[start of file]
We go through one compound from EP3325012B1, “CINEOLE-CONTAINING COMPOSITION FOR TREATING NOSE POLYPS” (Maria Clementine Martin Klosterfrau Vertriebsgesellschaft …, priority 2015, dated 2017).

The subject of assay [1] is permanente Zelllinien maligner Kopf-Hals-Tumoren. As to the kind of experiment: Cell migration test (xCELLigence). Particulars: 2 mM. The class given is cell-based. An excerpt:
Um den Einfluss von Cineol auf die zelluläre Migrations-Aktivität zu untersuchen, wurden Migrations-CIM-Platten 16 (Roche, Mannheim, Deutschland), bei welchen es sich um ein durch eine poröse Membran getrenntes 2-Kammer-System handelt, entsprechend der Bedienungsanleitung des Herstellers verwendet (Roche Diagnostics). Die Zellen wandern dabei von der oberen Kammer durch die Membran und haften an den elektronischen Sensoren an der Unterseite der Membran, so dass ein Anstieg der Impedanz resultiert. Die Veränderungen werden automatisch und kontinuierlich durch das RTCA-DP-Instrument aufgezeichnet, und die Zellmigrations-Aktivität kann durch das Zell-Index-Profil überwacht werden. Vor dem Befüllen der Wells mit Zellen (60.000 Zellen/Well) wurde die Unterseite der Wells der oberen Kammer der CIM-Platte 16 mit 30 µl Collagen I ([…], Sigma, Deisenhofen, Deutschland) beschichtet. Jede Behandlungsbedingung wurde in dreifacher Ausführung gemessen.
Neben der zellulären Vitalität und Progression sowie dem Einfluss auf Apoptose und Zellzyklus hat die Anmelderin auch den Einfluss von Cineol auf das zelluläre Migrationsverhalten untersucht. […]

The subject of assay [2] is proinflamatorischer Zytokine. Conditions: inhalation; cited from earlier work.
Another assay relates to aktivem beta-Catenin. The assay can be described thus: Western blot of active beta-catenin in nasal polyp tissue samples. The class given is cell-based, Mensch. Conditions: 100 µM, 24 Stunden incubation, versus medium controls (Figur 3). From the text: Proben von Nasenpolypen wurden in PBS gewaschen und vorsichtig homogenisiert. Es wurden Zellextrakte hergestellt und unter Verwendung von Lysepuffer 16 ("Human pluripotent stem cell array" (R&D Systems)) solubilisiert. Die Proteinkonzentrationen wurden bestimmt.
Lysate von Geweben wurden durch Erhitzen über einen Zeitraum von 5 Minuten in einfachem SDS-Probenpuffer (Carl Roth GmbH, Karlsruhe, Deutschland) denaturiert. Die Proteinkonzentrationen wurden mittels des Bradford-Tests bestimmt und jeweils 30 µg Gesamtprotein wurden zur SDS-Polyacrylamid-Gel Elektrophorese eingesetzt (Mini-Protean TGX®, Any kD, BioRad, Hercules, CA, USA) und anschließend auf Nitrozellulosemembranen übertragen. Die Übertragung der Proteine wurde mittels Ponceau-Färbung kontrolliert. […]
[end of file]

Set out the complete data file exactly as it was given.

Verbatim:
We go through one compound from EP3325012B1, “CINEOLE-CONTAINING COMPOSITION FOR TREATING NOSE POLYPS” (Maria Clementine Martin Klosterfrau Vertriebsgesellschaft …, priority 2015, dated 2017).

The subject of assay [1] is permanente Zelllinien maligner Kopf-Hals-Tumoren. As to the kind of experiment: Cell migration test (xCELLigence). Particulars: 2 mM. The class given is cell-based. An excerpt:
Um den Einfluss von Cineol auf die zelluläre Migrations-Aktivität zu untersuchen, wurden Migrations-CIM-Platten 16 (Roche, Mannheim, Deutschland), bei welchen es sich um ein durch eine poröse Membran getrenntes 2-Kammer-System handelt, entsprechend der Bedienungsanleitung des Herstellers verwendet (Roche Diagnostics). Die Zellen wandern dabei von der oberen Kammer durch die Membran und haften an den elektronischen Sensoren an der Unterseite der Membran, so dass ein Anstieg der Impedanz resultiert. Die Veränderungen werden automatisch und kontinuierlich durch das RTCA-DP-Instrument aufgezeichnet, und die Zellmigrations-Aktivität kann durch das Zell-Index-Profil überwacht werden. Vor dem Befüllen der Wells mit Zellen (60.000 Zellen/Well) wurde die Unterseite der Wells der oberen Kammer der CIM-Platte 16 mit 30 µl Collagen I ([…], Sigma, Deisenhofen, Deutschland) beschichtet. Jede Behandlungsbedingung wurde in dreifacher Ausführung gemessen.
Neben der zellulären Vitalität und Progression sowie dem Einfluss auf Apoptose und Zellzyklus hat die Anmelderin auch den Einfluss von Cineol auf das zelluläre Migrationsverhalten untersucht. […]

The subject of assay [2] is proinflamatorischer Zytokine. Conditions: inhalation; cited from earlier work.
Another assay relates to aktivem beta-Catenin. The assay can be described thus: Western blot of active beta-catenin in nasal polyp tissue samples. The class given is cell-based, Mensch. Conditions: 100 µM, 24 Stunden incubation, versus medium controls (Figur 3). From the text: Proben von Nasenpolypen wurden in PBS gewaschen und vorsichtig homogenisiert. Es wurden Zellextrakte hergestellt und unter Verwendung von Lysepuffer 16 ("Human pluripotent stem cell array" (R&D Systems)) solubilisiert. Die Proteinkonzentrationen wurden bestimmt.
Lysate von Geweben wurden durch Erhitzen über einen Zeitraum von 5 Minuten in einfachem SDS-Probenpuffer (Carl Roth GmbH, Karlsruhe, Deutschland) denaturiert. Die Proteinkonzentrationen wurden mittels des Bradford-Tests bestimmt und jeweils 30 µg Gesamtprotein wurden zur SDS-Polyacrylamid-Gel Elektrophorese eingesetzt (Mini-Protean TGX®, Any kD, BioRad, Hercules, CA, USA) und anschließend auf Nitrozellulosemembranen übertragen. Die Übertragung der Proteine wurde mittels Ponceau-Färbung kontrolliert. […]